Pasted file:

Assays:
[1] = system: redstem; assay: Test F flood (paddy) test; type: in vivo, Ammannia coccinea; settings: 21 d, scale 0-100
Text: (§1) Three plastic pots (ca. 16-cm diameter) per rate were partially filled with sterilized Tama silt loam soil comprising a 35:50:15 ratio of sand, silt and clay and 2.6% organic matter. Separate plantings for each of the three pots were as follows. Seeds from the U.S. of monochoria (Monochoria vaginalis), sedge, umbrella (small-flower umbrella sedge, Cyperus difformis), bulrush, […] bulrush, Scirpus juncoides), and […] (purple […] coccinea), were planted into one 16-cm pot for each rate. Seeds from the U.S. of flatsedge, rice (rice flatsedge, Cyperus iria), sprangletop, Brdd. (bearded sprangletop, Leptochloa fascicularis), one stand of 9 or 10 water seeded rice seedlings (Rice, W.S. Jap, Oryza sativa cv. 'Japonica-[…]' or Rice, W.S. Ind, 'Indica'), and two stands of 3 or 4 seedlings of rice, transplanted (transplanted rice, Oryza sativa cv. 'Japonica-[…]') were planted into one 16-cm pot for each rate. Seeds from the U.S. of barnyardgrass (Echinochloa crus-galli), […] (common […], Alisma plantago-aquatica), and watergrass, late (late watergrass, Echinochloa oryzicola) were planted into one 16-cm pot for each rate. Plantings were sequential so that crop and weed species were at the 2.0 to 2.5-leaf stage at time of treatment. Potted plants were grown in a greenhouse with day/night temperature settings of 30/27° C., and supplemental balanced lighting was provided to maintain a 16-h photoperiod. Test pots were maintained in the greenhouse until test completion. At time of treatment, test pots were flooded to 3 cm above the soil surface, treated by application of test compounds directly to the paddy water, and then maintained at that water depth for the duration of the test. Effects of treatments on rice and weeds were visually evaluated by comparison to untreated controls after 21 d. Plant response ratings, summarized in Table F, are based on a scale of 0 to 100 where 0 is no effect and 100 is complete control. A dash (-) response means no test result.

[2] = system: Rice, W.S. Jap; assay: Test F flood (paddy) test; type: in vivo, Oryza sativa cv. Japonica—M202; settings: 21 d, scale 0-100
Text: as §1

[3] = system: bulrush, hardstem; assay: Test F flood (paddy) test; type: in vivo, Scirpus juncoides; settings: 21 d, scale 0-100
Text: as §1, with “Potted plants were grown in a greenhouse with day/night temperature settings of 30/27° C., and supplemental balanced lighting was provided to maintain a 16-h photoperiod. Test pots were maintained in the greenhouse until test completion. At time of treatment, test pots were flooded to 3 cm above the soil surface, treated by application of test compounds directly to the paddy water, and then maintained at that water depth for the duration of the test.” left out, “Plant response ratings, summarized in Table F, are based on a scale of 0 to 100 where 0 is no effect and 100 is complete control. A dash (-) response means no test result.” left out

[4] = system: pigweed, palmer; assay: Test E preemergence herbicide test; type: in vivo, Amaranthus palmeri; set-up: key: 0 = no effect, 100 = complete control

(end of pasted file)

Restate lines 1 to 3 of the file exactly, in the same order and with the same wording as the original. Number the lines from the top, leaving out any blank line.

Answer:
Assays:
[1] = system: redstem; assay: Test F flood (paddy) test; type: in vivo, Ammannia coccinea; settings: 21 d, scale 0-100
Text: (§1) Three plastic pots (ca. 16-cm diameter) per rate were partially filled with sterilized Tama silt loam soil comprising a 35:50:15 ratio of sand, silt and clay and 2.6% organic matter. Separate plantings for each of the three pots were as follows. Seeds from the U.S. of monochoria (Monochoria vaginalis), sedge, umbrella (small-flower umbrella sedge, Cyperus difformis), bulrush, […] bulrush, Scirpus juncoides), and […] (purple […] coccinea), were planted into one 16-cm pot for each rate. Seeds from the U.S. of flatsedge, rice (rice flatsedge, Cyperus iria), sprangletop, Brdd. (bearded sprangletop, Leptochloa fascicularis), one stand of 9 or 10 water seeded rice seedlings (Rice, W.S. Jap, Oryza sativa cv. 'Japonica-[…]' or Rice, W.S. Ind, 'Indica'), and two stands of 3 or 4 seedlings of rice, transplanted (transplanted rice, Oryza sativa cv. 'Japonica-[…]') were planted into one 16-cm pot for each rate. Seeds from the U.S. of barnyardgrass (Echinochloa crus-galli), […] (common […], Alisma plantago-aquatica), and watergrass, late (late watergrass, Echinochloa oryzicola) were planted into one 16-cm pot for each rate. Plantings were sequential so that crop and weed species were at the 2.0 to 2.5-leaf stage at time of treatment. Potted plants were grown in a greenhouse with day/night temperature settings of 30/27° C., and supplemental balanced lighting was provided to maintain a 16-h photoperiod. Test pots were maintained in the greenhouse until test completion. At time of treatment, test pots were flooded to 3 cm above the soil surface, treated by application of test compounds directly to the paddy water, and then maintained at that water depth for the duration of the test. Effects of treatments on rice and weeds were visually evaluated by comparison to untreated controls after 21 d. Plant response ratings, summarized in Table F, are based on a scale of 0 to 100 where 0 is no effect and 100 is complete control. A dash (-) response means no test result.